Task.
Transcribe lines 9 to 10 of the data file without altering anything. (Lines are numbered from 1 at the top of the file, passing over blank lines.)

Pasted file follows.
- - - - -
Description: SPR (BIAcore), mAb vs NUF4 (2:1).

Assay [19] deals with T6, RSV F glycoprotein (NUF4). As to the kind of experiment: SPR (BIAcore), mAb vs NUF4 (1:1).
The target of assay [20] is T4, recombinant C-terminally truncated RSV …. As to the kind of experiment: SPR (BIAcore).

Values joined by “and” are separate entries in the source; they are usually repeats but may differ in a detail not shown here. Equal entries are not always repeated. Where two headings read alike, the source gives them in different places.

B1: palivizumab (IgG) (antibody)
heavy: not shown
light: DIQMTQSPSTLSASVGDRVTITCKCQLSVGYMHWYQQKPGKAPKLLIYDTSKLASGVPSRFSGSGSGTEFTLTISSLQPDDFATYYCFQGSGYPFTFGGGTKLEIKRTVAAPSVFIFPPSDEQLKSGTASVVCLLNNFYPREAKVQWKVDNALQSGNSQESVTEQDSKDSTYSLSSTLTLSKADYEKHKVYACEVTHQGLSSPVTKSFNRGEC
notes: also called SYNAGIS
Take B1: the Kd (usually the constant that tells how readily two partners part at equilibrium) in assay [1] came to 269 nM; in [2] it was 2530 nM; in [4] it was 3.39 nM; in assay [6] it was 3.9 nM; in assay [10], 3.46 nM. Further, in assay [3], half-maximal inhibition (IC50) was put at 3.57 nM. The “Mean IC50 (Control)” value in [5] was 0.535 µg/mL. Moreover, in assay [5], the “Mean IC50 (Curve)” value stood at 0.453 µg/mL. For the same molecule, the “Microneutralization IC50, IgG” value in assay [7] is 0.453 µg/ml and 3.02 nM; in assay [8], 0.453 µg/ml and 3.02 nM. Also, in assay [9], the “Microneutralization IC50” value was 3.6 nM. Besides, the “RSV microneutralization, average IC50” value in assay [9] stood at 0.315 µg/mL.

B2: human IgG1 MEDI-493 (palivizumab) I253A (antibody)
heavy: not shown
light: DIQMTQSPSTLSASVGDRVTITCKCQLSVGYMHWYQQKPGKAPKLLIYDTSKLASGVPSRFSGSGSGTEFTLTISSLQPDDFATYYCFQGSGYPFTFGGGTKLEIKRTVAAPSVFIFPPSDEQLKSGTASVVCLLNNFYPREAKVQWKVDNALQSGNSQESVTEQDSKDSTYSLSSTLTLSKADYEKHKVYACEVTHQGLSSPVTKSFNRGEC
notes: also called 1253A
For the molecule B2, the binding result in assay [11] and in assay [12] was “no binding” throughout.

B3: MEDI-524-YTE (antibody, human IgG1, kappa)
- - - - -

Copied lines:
Take B1: the Kd (usually the constant that tells how readily two partners part at equilibrium) in assay [1] came to 269 nM; in [2] it was 2530 nM; in [4] it was 3.39 nM; in assay [6] it was 3.9 nM; in assay [10], 3.46 nM. Further, in assay [3], half-maximal inhibition (IC50) was put at 3.57 nM. The “Mean IC50 (Control)” value in [5] was 0.535 µg/mL. Moreover, in assay [5], the “Mean IC50 (Curve)” value stood at 0.453 µg/mL. For the same molecule, the “Microneutralization IC50, IgG” value in assay [7] is 0.453 µg/ml and 3.02 nM; in assay [8], 0.453 µg/ml and 3.02 nM. Also, in assay [9], the “Microneutralization IC50” value was 3.6 nM. Besides, the “RSV microneutralization, average IC50” value in assay [9] stood at 0.315 µg/mL.

B2: human IgG1 MEDI-493 (palivizumab) I253A (antibody)